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First Semester of Lasts

December 20, 2013

Senior year really is both the best of times and the worst of times.  It is the worst of times because of the stress of the job hunt and the fear of the future — of the unknown that awaits you after graduation and beyond the gates of Yale.  But it is also the best of times. You know how to handle your classes, most of your extra-curricular responsibilities are over, and most of your hardest classes are out of the way. 

But the things that make it truly the best of times have nothing to do with classes or student clubs. Instead, it is the friendships you’ve built over the past three years that make senior year the best of times.  It’s living with all of your friends so close by. It’s seeing your friends every day and going through everything together. It’s, as a student wrote in a poignant Yale Daily News opinion piece last year, “the opposite of loneliness”.

But that very feeling is also what makes it the worst of times. The scariest thing about being a senior is not leaving Yale or leaving college in general or having to find a job or worrying about how you’ll pay your rent next year. No, not all. The scariest thing about senior year is the knowledge that you and all of your friends will never again live in the same city or even in the same state. You’ll never again see each other every day and live life in sync. You’ll never again know the same opposite of loneliness you’ve known in college.

Lots of people think that the uncertainty of the future is what makes senior year scary. They’re totally wrong. What makes senior year so terrifying is not the unknown but rather the known — the certain future in which you and all your friends will be spread across the country (or perhaps across the planet) never to be reunited in the same way ever again. But that’s also what makes your last year with them the sweetest.

This semester has brought the first set of lasts for me and for all my fellow seniors. And while the cloud of fear of the end certainly hangs over our heads, the happiness of experiencing these milestones together for the last time makes us forget the future and enjoy the present — if only for a little while.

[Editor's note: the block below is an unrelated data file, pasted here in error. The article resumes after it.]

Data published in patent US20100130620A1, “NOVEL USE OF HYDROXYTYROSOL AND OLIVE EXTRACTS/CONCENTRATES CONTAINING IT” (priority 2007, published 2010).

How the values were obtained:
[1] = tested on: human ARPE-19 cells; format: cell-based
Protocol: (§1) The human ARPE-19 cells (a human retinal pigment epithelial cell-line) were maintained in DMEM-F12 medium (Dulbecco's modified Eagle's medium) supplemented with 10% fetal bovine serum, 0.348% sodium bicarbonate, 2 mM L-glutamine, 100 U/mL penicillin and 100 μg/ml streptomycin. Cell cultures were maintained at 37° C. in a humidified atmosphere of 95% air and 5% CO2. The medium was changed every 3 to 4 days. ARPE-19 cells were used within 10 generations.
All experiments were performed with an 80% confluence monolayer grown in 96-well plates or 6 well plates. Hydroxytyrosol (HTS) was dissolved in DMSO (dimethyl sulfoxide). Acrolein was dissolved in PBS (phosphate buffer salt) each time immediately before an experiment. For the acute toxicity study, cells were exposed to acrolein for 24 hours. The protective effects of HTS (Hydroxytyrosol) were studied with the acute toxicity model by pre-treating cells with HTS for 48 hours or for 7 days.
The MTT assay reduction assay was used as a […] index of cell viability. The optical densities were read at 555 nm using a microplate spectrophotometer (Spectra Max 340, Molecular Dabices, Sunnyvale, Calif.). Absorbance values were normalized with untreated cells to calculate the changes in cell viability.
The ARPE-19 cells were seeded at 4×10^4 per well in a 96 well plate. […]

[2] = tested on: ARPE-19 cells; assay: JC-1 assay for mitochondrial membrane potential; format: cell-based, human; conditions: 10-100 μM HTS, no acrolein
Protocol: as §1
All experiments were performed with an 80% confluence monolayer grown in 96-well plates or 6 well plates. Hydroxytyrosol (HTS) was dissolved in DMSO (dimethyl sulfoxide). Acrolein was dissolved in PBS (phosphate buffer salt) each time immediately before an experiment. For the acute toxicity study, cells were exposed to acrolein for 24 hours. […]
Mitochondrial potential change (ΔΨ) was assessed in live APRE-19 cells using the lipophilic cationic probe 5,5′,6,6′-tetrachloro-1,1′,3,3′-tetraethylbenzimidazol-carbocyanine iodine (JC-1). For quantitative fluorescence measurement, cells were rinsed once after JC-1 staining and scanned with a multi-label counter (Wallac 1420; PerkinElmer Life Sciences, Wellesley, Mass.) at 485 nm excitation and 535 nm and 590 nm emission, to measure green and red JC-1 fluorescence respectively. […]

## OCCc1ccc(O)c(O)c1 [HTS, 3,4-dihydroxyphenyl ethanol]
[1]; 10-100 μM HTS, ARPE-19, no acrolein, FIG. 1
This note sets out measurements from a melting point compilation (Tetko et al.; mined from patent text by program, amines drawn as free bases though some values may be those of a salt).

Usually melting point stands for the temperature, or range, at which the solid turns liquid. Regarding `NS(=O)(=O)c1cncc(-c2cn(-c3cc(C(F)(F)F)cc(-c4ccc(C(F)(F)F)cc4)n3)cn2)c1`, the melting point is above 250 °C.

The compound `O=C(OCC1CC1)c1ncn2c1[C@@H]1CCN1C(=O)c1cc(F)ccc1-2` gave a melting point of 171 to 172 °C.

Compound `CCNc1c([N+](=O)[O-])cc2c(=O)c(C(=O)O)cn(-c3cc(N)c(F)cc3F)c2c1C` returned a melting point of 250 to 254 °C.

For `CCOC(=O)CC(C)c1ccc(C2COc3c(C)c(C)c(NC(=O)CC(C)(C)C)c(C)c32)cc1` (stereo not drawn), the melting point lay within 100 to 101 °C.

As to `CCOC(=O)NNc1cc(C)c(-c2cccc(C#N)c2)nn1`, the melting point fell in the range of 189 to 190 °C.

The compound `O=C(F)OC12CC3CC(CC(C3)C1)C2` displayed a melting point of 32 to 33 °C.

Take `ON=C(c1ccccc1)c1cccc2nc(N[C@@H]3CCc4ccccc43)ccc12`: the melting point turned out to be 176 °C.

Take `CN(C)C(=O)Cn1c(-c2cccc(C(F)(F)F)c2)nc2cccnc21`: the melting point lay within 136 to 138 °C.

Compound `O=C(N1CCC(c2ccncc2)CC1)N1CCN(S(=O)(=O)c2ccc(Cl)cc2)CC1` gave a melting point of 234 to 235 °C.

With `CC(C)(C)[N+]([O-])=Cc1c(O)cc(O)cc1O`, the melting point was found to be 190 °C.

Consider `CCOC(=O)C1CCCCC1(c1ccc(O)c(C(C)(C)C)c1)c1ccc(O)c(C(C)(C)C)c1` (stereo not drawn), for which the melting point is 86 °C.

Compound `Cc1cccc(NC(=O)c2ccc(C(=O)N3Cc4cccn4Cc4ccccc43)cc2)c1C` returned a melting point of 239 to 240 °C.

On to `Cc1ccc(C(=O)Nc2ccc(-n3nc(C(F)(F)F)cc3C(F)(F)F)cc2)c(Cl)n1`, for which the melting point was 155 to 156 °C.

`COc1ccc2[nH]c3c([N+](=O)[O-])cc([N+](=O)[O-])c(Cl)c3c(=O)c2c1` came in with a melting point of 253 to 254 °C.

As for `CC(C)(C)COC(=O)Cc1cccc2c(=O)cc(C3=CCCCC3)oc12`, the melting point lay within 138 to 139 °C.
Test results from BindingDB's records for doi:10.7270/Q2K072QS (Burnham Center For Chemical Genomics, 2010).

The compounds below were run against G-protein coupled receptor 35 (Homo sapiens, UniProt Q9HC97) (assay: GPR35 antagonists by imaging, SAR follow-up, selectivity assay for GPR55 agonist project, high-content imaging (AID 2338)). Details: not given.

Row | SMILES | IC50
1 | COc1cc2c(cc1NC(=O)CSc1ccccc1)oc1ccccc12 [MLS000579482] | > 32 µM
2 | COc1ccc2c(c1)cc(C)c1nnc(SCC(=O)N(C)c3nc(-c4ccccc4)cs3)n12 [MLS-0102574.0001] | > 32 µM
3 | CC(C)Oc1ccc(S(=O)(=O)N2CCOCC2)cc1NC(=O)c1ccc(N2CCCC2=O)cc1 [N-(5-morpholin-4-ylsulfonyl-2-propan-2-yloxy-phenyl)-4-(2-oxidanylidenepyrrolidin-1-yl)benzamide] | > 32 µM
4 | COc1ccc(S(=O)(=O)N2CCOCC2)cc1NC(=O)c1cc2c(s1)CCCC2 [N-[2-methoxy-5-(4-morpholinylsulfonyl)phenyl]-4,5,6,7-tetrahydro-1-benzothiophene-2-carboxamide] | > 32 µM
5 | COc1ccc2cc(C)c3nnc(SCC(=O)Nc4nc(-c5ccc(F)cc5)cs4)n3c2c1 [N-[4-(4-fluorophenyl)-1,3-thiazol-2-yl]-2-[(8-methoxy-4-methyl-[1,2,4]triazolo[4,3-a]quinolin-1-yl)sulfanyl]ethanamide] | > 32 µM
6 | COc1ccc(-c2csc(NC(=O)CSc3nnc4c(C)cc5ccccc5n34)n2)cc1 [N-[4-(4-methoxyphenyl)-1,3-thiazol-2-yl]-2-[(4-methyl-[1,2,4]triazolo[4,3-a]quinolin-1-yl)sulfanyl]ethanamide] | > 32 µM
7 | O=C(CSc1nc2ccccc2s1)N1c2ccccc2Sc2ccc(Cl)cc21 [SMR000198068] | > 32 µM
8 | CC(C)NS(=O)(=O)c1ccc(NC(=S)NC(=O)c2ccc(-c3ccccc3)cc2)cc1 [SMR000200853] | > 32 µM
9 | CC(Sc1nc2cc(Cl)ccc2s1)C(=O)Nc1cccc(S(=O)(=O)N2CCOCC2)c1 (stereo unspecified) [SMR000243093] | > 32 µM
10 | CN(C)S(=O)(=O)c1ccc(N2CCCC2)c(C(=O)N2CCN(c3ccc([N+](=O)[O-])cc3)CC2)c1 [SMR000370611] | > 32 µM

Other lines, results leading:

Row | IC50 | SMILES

So here are the beautiful first lasts I experienced this semester:

Last Camp Yale

Camp YaleCamp YaleThe time in late August between when dorms open and when shopping period ends  is known as Camp Yale. Freshmen have just arrived and are having all sorts of meetings, while also exploring Yale for the first time, and classwork has not started yet. That combination makes for lots of fun during the first couple weeks of first semester.  Like its name suggests, Camp Yale is like summer camp — lots of fun without the burdens of schoolwork or extracurricular responsibilities that come once school really starts back.

(First and) Last Calhoun September Soirée

September SoireeThis year, Calhoun College Council student activities committee (of which I am no longer the chair, thank goodness) planned a September Soirée, described as a wedding reception in the Calhoun courtyard but without the wedding. It was a wonderful event — lights were hung across the courtyard, a dance floor was put out, and Dr. J even hosted a wonderful seniors-only reception before the event began. So while this may have been the first Calhoun September Soirée, it was also my last — which is a beautiful way to end things if you ask me.

Last Semester of Football Tailgates

Football TailgateFootball tailgates at Yale are definitely not like football tailgates in Mississippi. But they are their own kind of wonderful all the same. No other time do Yale students get out of bed before 8 o’clock except on tailgate weekends. I honestly think tailgate season is one of the things I’ll miss most about Yale next year.

Last Tory Party Patrick Henry Dinner

Patrick Henry Dinner

Tradition at Yale is strong, and it gives current students a way to connect to the generations of Yalies who have come before. My first experience with this sort of tradition was during my freshman year at the Tory Party’s Patrick Henry dinner. Held at Mory’s, I was literally surrounded by Yale history in the form of plaques, pictures, and tokens that adorn the walls at Mory’s. Add to that participation in the old Yale tradition of toasting at Mory’s, and you can see how the Tory Party and I found love at first sight. This was my last Patrick Henry dinner, and it was the loveliest yet. It is so gratifying to see the Party grow as it has during my time at Yale, and seeing the Party’s new freshmen reveling in the traditions of Yale at PHD — just as I did three years ago–is a beautiful thing.

Last Buckley Program Conference and Gala

Buckley GalaThe Buckley Program’s establishment during my time at Yale has definitely made being a conservative at Yale more intellectually engaging and fun! In addition to many events throughout the year, the Buckley Program holds an annual conference and celebratory gala. This year’s conference focused on the future of conservatism and featured a wonderful program. But the highlight is always the gala dinner at the Omni Hotel, which follows the conference.